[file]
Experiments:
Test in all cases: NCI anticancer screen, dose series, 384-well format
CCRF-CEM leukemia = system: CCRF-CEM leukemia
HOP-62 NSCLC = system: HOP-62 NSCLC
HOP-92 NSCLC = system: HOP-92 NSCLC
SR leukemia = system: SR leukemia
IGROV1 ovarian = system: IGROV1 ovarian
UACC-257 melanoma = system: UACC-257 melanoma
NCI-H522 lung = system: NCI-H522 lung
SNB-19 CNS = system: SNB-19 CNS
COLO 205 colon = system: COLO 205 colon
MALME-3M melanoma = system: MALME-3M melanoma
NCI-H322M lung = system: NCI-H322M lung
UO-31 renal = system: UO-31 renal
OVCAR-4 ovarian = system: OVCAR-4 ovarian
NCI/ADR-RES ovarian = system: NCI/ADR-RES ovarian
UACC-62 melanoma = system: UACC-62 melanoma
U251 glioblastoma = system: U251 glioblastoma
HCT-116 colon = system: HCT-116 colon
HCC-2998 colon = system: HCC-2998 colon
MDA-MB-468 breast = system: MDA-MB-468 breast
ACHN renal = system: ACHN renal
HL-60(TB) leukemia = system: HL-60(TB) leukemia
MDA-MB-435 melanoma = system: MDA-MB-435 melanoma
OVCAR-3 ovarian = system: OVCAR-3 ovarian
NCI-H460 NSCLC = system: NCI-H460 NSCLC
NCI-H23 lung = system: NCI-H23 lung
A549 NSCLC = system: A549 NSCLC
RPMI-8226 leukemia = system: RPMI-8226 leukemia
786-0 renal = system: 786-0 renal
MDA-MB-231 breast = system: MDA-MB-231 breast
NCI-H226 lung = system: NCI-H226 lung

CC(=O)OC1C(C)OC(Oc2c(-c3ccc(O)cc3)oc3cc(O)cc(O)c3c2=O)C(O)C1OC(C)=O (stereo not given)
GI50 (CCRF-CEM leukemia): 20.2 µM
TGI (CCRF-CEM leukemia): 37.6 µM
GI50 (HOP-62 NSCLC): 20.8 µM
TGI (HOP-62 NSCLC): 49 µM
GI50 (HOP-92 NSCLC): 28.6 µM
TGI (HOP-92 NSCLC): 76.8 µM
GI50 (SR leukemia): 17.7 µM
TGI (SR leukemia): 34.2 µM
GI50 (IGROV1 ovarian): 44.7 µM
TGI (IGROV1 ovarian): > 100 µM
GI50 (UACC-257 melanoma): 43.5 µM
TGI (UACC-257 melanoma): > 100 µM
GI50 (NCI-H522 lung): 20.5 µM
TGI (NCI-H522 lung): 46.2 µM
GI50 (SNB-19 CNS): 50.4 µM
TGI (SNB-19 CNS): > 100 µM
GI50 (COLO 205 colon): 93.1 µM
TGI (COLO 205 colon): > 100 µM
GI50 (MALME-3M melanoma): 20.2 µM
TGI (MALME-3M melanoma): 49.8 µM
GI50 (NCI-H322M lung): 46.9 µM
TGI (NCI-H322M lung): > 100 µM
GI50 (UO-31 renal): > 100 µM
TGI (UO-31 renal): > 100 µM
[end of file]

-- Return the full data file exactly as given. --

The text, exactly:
Experiments:
Test in all cases: NCI anticancer screen, dose series, 384-well format
CCRF-CEM leukemia = system: CCRF-CEM leukemia
HOP-62 NSCLC = system: HOP-62 NSCLC
HOP-92 NSCLC = system: HOP-92 NSCLC
SR leukemia = system: SR leukemia
IGROV1 ovarian = system: IGROV1 ovarian
UACC-257 melanoma = system: UACC-257 melanoma
NCI-H522 lung = system: NCI-H522 lung
SNB-19 CNS = system: SNB-19 CNS
COLO 205 colon = system: COLO 205 colon
MALME-3M melanoma = system: MALME-3M melanoma
NCI-H322M lung = system: NCI-H322M lung
UO-31 renal = system: UO-31 renal
OVCAR-4 ovarian = system: OVCAR-4 ovarian
NCI/ADR-RES ovarian = system: NCI/ADR-RES ovarian
UACC-62 melanoma = system: UACC-62 melanoma
U251 glioblastoma = system: U251 glioblastoma
HCT-116 colon = system: HCT-116 colon
HCC-2998 colon = system: HCC-2998 colon
MDA-MB-468 breast = system: MDA-MB-468 breast
ACHN renal = system: ACHN renal
HL-60(TB) leukemia = system: HL-60(TB) leukemia
MDA-MB-435 melanoma = system: MDA-MB-435 melanoma
OVCAR-3 ovarian = system: OVCAR-3 ovarian
NCI-H460 NSCLC = system: NCI-H460 NSCLC
NCI-H23 lung = system: NCI-H23 lung
A549 NSCLC = system: A549 NSCLC
RPMI-8226 leukemia = system: RPMI-8226 leukemia
786-0 renal = system: 786-0 renal
MDA-MB-231 breast = system: MDA-MB-231 breast
NCI-H226 lung = system: NCI-H226 lung

CC(=O)OC1C(C)OC(Oc2c(-c3ccc(O)cc3)oc3cc(O)cc(O)c3c2=O)C(O)C1OC(C)=O (stereo not given)
GI50 (CCRF-CEM leukemia): 20.2 µM
TGI (CCRF-CEM leukemia): 37.6 µM
GI50 (HOP-62 NSCLC): 20.8 µM
TGI (HOP-62 NSCLC): 49 µM
GI50 (HOP-92 NSCLC): 28.6 µM
TGI (HOP-92 NSCLC): 76.8 µM
GI50 (SR leukemia): 17.7 µM
TGI (SR leukemia): 34.2 µM
GI50 (IGROV1 ovarian): 44.7 µM
TGI (IGROV1 ovarian): > 100 µM
GI50 (UACC-257 melanoma): 43.5 µM
TGI (UACC-257 melanoma): > 100 µM
GI50 (NCI-H522 lung): 20.5 µM
TGI (NCI-H522 lung): 46.2 µM
GI50 (SNB-19 CNS): 50.4 µM
TGI (SNB-19 CNS): > 100 µM
GI50 (COLO 205 colon): 93.1 µM
TGI (COLO 205 colon): > 100 µM
GI50 (MALME-3M melanoma): 20.2 µM
TGI (MALME-3M melanoma): 49.8 µM
GI50 (NCI-H322M lung): 46.9 µM
TGI (NCI-H322M lung): > 100 µM
GI50 (UO-31 renal): > 100 µM
TGI (UO-31 renal): > 100 µM